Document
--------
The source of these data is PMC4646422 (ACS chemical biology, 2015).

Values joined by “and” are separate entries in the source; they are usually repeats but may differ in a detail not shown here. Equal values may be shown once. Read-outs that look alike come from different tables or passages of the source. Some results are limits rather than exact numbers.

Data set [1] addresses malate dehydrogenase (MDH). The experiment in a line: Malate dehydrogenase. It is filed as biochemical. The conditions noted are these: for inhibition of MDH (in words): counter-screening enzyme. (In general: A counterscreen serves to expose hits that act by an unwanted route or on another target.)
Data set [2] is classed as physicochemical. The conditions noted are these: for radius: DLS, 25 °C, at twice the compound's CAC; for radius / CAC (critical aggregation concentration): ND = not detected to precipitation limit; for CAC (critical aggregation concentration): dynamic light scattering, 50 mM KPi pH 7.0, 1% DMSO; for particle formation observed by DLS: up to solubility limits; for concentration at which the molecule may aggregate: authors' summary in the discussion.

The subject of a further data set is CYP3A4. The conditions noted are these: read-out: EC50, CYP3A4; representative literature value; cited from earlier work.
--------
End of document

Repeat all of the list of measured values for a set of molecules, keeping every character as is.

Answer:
The source of these data is PMC4646422 (ACS chemical biology, 2015).

Values joined by “and” are separate entries in the source; they are usually repeats but may differ in a detail not shown here. Equal values may be shown once. Read-outs that look alike come from different tables or passages of the source. Some results are limits rather than exact numbers.

Data set [1] addresses malate dehydrogenase (MDH). The experiment in a line: Malate dehydrogenase. It is filed as biochemical. The conditions noted are these: for inhibition of MDH (in words): counter-screening enzyme. (In general: A counterscreen serves to expose hits that act by an unwanted route or on another target.)
Data set [2] is classed as physicochemical. The conditions noted are these: for radius: DLS, 25 °C, at twice the compound's CAC; for radius / CAC (critical aggregation concentration): ND = not detected to precipitation limit; for CAC (critical aggregation concentration): dynamic light scattering, 50 mM KPi pH 7.0, 1% DMSO; for particle formation observed by DLS: up to solubility limits; for concentration at which the molecule may aggregate: authors' summary in the discussion.

The subject of a further data set is CYP3A4. The conditions noted are these: read-out: EC50, CYP3A4; representative literature value; cited from earlier work.